Aki and I are following the Rainforest Trail to the beach. Dull-brown leaves cover the path. Gray trunks of alder trees frame a wall of yellow berry bushes. It draws me like the first sunshine after a month of rain. Up close, the leaves look more brown than yellow and show the signs of a summer being attacked by insects. Late fall beauty can’t stand close scrutiny.
It isn’t raining when we walk onto the beach. Fog blocks our view of the mainland mountains. But across Lynn Canal, the Chilkat Mountains seem to be showing off their new snow blankets. They were hidden from us by cloud cover the last time we walked the beach. The time before that, they were embarrassingly bare thanks to a summer drought that melted their snow cover.
The beach and bay are empty of birds. I expected to spot at least one small raft of harlequin ducks or maybe some returning Barrow golden-eyes. Until stretching Aki’s patience to the limit, I scan the water to birds, seals, or whales. This time of year we have seen all three off this beach. But I end up settling for the mountains, newly white, cross the canal.
There is beauty this morning in the Troll Woods. I can see it after wiping rain from my glasses. It comes from the rain that coats the reddening leaves with shimmering shellac and forms crystal globes of light on the bottom of high bush cranberries. Aki, a more than willing participant in this adventure, shivers as I study the leopard pattern of a cottonwood leaf that has lodged itself in a tangle of tree moss. She is fine as long as we keep moving, so I try not to stop often.
We cross a young forest, visiting a series of lakes that were formed by men removing gravel from raw glacial moraine. Nature eventually repaired most of the damage. Now salmon smolt and trout hide from merganser ducks in lake reeds and grass. Cottonwoods, alders, and stunted spruce fill the spaces between lakes. We have to keep an eye out for wandering black bears.
The flat light of this gray day dampens the beauty of the yellowing cottonwoods that line the north end of Crystal Lake. They will stun when seen on the next sunny day, as long as an October storm doesn’t strip them bare first.
Aki is staying at home today. It’s a good thing. She wouldn’t have liked this porcupine. She hasn’t liked porcupines since one of them flung a shower of needles into her face. I can’t blame the porky. It didn’t know that Aki wasn’t a mean spirited predator.
A friend and I are above the timberline on Mt. Roberts. We took the tram up from salt water and then climbed up through a thin line of timber before reaching the alpine. On a clear day we could see up and down Gastineau Channel and across the Douglas Island ridge to Admiralty Island. This afternoon, obscuring mist opens and closes off views from the mountain. Any disappointment from the lack of views is made up by this chance for a close up observation of a baby porcupine.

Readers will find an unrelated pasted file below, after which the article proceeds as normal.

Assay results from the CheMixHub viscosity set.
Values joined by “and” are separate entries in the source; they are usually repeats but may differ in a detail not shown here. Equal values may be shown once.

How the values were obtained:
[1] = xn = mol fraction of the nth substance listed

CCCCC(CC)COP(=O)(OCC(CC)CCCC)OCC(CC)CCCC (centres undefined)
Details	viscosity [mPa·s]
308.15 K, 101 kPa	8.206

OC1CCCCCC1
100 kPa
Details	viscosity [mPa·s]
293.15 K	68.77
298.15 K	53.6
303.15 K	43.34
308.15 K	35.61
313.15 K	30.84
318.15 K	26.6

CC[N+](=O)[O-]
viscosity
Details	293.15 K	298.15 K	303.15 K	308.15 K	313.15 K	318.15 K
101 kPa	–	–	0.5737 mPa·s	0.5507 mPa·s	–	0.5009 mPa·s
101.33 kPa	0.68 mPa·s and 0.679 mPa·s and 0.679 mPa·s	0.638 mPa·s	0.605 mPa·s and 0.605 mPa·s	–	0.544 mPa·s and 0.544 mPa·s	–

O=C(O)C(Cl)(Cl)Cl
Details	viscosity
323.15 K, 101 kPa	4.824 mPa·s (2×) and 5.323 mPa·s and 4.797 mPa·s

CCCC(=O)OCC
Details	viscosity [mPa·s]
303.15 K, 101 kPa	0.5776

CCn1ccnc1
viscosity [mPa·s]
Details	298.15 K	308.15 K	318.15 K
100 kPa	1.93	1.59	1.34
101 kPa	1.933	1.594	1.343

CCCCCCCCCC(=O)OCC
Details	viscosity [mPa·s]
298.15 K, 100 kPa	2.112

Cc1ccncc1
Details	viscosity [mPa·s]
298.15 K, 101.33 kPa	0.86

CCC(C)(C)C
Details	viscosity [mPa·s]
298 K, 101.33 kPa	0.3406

It hangs from a tangle of alder branches like a jungle sloth, nibbling on tender shoots. A cruise ship tourist joins us and expresses intent to stroke the porky’s spiny back. We move on before the disaster happens and in minutes stumble on a willow ptarmigan in its chestnut summer plumage. It freezes in place until startled to flight by two tourists who never knew the bird was there.
Aki trots down the narrow boardwalk, passing blueberry bushes in full bloom. For the first time in weeks, the sun muscles its way through the cloud cover. It enriches the pinks of the berry blossoms and warms the little dog’s tight, grey curls. A pair of red-breasted robins hop between bushes. Above them, a chestnut-backed chickadee, its clever toes clinging to a thin alder branch, leans back as if to be better enjoy the sun.
Bird song fills the air and I wonder why this place is so rich. It’s just a swampy yard with soil too poor to support spruce or hemlocks. The stubby Douglas pines are the only evergreen trees that can survive.
A flash of blue startles me out a sun-induced reverie—a sparrow-like bird with bright-yellow patches on its wings and back. It has vertical white and gray stripes on its chest and back that make it look like it is wearing a thrift store vest. I won’t be able to find a picture of it in any of my bird books. The handsome stranger, like the other songbirds along this trail are not shy. They flit and fly often but always seem to land in a spot where I can see them.